You studied literature, so obviously language matters.

Yeah. [laughs]

That actually reminds me. I read an interview with you where you mentioned that literature complicates things in the world for you. Could you talk about how that plays into your view of film and art?

Literature complicates me. One of my best friends, he’s the dean of the Film Museum in Vienna. He’s a really cineaste-ic nerd, yeah?


And he divided movie makers — directors, film directors — into three parts: one part is musicians; the other is artists, painters; and the third is literature. And I’m literature, my stories are complicated in a literary way, like novels, like short stories, a little bit like this. And I like this. “Are you now angry at me [for this classification],” he said to me. I said, “No, it’s great!” I’m not an artist, and for me all the musicians in cinema, they like post-production.

All the editing and–

Everything, because they are like composers, yeah? I like the two, but I can’t do that. The artist, they make all that on the camera monitor. For me, to be a novelist of cinema, I’m not in the post-production but the pre-production, together with the actors, together with the team; we are thinking about a novel. And then I let the novel go out [to everyone involved] and it’s not an individual novel anymore — it’s a collective novel. And this is the most important thing: to make your own idea into a collective idea and to lose yourself and lose the control.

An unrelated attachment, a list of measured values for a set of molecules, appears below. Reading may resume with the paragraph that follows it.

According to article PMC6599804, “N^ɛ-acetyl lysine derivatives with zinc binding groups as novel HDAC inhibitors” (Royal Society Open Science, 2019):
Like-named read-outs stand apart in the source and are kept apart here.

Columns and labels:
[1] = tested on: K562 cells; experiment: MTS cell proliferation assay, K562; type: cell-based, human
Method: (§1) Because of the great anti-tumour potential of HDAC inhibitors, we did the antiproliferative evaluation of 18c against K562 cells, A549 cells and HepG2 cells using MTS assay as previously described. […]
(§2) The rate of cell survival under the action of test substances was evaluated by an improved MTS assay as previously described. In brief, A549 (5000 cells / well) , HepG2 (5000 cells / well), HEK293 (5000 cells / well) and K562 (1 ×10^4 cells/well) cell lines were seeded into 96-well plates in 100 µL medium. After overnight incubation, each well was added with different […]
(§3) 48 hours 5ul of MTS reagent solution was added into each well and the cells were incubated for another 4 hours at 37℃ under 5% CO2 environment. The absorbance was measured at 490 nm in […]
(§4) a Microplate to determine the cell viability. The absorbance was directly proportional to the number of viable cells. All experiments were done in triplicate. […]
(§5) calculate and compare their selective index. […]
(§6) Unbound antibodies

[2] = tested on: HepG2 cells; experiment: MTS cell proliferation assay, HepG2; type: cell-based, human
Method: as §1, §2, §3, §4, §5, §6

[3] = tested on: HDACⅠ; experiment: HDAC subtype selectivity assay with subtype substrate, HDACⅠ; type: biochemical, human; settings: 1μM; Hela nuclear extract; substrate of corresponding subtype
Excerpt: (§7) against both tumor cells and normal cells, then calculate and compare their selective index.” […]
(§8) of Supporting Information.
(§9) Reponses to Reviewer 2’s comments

The idea of a collaborative novel is fascinating because you co-wrote the screenplay for Barbara with Harun Farocki. Could you talk about what it’s like to collaborate with the writing?

The next movie is also a period picture between Harun Farocki and me, and we are working on the new script. We are now on page 50. I’m sending the first 50 pages. Always like this. We are talking, and we are discussing [the film] for two or three hours first at his kitchen table and then smoking outside, going around looking at old architecture. Then I go home and write down part of a script — 10 or 12 pages — and send it to him. Then the next week, I will sit there in front of those 12 pages and he’ll say, “Oh, this thing is a little like Broadway,” yeah? “Too much expression” and “What do you think, huh?” He is–